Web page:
Hello again. Patty's still recovering from our 10 days in Park City. She caught some bug and has been laid up in bed. I think the anxiety and stress of the premiere finally caught up with her. Everything else is moving along smoothly. We need to build off the momentum of the award and the sold-out shows to continue to keep the interest high in the film. Recently, the entertainment trade publication "Variety" wrote a pretty decent article about the film. It's our first real review and it's a great start. Here it is...
VARIETY, JAN. 30, 2006
By JOE LEYDON
Winner of the Audience Award for docs at Slamdance 2006, "Abduction: The Megumi Yokota Story" looks, sounds and fascinates like an exceptional episode of a true-crime TV series. Helmers Chris Sheridan and Patty Kim skillfully use interviews, reportage and archival material -- and an absolute minimum of dramatic re-enactments -- to provide narrative momentum for their stranger-than-fiction scenario. Well-crafted pic could score in global tube markets.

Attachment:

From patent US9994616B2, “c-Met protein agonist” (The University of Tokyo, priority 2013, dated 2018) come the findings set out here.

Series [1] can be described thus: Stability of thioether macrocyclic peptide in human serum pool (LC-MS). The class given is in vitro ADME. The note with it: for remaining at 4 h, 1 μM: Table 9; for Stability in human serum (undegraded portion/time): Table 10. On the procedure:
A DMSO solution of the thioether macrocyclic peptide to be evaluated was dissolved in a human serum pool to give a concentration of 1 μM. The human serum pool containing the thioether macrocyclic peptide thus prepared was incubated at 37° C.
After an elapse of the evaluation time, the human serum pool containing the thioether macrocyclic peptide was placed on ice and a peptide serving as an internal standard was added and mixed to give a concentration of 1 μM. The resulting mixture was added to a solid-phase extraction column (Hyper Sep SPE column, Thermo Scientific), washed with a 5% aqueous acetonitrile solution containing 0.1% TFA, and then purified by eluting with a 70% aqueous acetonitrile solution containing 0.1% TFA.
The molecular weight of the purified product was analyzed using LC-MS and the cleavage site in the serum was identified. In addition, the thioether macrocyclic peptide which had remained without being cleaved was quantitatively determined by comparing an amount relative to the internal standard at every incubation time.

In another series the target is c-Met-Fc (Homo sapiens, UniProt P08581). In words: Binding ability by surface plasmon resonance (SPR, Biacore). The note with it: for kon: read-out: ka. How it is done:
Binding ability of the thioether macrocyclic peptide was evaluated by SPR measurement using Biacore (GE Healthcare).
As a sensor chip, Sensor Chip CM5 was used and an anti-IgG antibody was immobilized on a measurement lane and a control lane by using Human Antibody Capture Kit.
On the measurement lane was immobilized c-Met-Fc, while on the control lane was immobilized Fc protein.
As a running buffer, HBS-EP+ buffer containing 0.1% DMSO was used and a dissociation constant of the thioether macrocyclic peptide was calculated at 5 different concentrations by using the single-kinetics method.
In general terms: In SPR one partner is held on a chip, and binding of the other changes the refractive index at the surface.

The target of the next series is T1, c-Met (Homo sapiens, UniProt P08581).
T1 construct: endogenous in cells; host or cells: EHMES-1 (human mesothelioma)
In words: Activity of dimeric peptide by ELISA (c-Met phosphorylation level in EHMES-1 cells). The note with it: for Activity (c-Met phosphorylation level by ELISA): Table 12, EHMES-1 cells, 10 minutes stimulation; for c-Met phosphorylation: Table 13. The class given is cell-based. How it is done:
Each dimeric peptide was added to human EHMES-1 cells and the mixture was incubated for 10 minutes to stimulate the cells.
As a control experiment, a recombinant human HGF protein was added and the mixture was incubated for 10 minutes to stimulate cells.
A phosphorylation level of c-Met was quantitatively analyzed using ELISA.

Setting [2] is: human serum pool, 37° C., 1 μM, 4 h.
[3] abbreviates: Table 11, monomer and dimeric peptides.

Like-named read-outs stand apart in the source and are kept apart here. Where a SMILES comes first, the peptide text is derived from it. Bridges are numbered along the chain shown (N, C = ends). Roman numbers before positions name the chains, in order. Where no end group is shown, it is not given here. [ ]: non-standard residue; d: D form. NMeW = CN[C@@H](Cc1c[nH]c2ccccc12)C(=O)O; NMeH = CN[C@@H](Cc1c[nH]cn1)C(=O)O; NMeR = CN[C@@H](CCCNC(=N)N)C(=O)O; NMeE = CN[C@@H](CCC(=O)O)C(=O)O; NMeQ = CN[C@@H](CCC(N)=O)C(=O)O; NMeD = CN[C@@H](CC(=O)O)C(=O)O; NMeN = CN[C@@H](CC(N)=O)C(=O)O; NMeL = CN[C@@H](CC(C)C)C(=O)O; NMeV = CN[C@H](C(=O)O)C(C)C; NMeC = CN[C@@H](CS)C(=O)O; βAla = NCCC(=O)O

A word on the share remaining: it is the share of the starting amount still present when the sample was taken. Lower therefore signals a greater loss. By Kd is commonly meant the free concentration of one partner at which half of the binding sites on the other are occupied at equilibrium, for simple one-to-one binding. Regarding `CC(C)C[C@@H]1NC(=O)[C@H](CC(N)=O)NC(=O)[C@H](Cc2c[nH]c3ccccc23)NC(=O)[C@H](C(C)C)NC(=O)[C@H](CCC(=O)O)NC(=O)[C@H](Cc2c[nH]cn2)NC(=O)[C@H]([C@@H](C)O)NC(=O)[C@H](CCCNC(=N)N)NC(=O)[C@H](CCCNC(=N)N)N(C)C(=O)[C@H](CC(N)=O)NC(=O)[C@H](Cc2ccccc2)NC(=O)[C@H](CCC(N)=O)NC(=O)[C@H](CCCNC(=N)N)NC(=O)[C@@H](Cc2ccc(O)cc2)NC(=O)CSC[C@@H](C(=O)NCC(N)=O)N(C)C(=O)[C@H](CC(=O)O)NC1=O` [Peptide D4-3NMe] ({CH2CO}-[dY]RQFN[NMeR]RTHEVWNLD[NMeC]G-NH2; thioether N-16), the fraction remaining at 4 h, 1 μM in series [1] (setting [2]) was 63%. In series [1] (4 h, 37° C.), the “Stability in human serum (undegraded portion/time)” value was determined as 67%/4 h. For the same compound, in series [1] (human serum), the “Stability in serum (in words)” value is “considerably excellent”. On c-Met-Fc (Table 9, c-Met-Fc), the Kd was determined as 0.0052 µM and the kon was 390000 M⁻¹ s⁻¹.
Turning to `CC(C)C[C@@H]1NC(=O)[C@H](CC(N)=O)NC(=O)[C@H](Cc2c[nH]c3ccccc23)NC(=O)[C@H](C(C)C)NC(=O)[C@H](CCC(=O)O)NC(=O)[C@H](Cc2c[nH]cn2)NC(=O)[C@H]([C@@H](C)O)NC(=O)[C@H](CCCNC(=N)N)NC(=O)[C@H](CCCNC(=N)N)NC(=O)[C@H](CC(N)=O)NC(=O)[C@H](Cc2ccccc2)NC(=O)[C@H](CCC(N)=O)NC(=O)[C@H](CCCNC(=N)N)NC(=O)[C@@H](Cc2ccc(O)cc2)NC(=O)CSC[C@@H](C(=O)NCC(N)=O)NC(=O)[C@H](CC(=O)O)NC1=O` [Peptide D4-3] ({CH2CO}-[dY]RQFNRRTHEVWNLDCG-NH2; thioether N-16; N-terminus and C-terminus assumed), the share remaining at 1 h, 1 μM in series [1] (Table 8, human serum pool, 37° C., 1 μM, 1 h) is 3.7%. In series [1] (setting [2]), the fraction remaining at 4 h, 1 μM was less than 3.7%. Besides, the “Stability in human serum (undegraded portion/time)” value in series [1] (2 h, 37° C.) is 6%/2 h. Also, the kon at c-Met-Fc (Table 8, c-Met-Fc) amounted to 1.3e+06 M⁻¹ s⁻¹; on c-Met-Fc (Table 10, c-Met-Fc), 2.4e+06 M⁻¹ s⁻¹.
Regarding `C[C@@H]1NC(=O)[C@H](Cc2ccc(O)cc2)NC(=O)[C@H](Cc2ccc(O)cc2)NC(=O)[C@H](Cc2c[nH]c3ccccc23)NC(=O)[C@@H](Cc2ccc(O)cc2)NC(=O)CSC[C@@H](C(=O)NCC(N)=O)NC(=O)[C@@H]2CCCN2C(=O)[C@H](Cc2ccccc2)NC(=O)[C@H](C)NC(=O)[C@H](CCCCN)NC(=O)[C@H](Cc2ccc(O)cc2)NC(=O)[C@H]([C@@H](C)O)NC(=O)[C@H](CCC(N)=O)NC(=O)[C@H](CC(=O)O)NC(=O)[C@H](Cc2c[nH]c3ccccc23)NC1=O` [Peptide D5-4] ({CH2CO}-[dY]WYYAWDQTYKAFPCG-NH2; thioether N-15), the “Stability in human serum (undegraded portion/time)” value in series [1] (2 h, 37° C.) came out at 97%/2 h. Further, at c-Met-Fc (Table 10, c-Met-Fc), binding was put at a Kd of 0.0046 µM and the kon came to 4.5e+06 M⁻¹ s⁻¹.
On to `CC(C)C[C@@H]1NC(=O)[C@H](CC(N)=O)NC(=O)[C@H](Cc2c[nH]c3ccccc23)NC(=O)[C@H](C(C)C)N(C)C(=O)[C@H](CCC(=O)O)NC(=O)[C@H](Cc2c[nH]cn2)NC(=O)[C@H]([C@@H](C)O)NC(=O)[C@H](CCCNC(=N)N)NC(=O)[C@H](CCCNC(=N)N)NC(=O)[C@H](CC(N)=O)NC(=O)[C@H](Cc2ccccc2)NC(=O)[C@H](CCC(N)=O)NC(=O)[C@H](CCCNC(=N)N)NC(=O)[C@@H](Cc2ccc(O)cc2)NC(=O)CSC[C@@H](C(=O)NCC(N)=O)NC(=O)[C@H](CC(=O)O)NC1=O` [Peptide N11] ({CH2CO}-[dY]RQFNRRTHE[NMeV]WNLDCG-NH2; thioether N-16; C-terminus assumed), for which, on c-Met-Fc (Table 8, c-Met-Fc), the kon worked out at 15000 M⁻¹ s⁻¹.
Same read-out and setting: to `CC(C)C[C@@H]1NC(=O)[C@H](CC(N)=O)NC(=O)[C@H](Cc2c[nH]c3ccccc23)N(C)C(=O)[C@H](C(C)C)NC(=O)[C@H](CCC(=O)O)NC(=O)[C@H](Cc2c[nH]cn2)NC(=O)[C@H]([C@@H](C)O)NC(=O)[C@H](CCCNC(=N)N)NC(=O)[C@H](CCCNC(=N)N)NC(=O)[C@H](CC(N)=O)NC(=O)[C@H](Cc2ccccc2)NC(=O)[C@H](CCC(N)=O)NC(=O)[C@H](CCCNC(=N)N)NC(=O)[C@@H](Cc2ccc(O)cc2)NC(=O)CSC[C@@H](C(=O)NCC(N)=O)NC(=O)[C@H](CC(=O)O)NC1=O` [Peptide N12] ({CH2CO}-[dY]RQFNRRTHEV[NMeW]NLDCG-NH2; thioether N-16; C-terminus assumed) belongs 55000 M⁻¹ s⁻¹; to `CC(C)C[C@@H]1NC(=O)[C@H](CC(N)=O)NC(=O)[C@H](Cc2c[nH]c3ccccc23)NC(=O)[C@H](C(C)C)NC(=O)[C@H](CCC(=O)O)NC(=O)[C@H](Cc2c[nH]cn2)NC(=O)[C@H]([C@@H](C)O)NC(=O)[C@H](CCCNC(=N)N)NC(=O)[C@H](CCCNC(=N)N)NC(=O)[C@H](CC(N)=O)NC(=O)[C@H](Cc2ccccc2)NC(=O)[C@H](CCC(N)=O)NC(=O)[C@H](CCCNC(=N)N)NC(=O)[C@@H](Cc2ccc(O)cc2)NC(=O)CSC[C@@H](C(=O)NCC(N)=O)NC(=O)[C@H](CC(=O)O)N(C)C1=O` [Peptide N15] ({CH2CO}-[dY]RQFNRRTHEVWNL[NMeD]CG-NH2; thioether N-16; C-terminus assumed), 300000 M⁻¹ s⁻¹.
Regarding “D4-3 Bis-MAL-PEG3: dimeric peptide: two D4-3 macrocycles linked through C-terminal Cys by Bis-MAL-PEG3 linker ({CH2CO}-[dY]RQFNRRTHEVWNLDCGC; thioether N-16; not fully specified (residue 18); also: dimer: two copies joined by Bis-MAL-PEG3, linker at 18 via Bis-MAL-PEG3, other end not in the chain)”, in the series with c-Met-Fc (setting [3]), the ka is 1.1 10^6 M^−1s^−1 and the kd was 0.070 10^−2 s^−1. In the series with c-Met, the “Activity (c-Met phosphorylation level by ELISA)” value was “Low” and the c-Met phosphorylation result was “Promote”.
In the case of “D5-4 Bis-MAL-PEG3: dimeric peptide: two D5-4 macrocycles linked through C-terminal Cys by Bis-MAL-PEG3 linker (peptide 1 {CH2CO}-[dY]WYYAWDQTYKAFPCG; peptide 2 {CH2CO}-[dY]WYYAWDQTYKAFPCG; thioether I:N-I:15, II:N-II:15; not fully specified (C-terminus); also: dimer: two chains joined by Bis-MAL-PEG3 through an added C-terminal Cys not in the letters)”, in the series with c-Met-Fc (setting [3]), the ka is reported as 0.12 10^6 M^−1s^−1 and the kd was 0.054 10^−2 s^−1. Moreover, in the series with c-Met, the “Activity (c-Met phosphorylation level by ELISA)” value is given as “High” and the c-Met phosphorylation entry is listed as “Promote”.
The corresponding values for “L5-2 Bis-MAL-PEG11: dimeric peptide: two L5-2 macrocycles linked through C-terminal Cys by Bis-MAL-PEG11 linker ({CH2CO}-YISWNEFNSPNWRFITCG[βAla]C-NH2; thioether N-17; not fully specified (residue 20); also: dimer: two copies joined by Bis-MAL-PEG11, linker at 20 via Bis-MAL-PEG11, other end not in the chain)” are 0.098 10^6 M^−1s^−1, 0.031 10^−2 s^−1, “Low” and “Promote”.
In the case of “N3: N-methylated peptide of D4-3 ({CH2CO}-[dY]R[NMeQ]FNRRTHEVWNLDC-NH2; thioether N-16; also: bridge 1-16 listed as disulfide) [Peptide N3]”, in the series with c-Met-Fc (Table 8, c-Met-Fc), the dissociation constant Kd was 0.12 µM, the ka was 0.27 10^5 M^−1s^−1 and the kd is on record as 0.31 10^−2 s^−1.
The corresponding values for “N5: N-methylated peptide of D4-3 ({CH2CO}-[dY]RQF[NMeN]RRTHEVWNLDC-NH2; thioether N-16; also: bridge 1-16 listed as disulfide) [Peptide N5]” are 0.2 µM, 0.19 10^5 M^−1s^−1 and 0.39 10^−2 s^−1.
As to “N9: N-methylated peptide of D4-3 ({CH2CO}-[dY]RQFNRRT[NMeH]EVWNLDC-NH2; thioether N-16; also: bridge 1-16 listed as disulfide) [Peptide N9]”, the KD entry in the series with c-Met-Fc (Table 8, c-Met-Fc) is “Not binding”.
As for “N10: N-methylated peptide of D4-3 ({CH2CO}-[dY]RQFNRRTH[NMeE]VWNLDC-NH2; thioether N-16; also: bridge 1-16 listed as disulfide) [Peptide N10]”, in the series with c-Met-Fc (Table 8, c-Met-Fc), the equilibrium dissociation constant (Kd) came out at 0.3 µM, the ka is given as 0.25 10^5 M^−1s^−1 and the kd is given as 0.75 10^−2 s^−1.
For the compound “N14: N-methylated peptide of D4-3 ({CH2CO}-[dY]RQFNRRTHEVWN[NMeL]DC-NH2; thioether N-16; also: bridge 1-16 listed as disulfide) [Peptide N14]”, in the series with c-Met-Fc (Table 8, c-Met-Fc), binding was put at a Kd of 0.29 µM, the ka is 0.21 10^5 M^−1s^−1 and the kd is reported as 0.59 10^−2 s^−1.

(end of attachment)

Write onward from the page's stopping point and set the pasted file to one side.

Early scenes detail what appears to be a routine missing persons case: In 1977, 13-year-old Megumi Yokota disappears without a trace on her way home from school in Niigata, Japan. But the seemingly ordinary tragedy turns out to be part of an extraordinary conspiracy. As decades pass, journalists and government investigators discover Megumi and several other unfortunates were abducted by North Korean spies, who used their victims as role models while training agents to convincingly pose as Japanese citizens. Megumi's parents emerge as sympathetic figures as they join other families in pressuring Japanese officials to demand the return of their long-missing loved ones. But even as public outrage mounts, Prime Minister Junichiro Koizumi must balance the grief of individuals against the demands of realpolitik.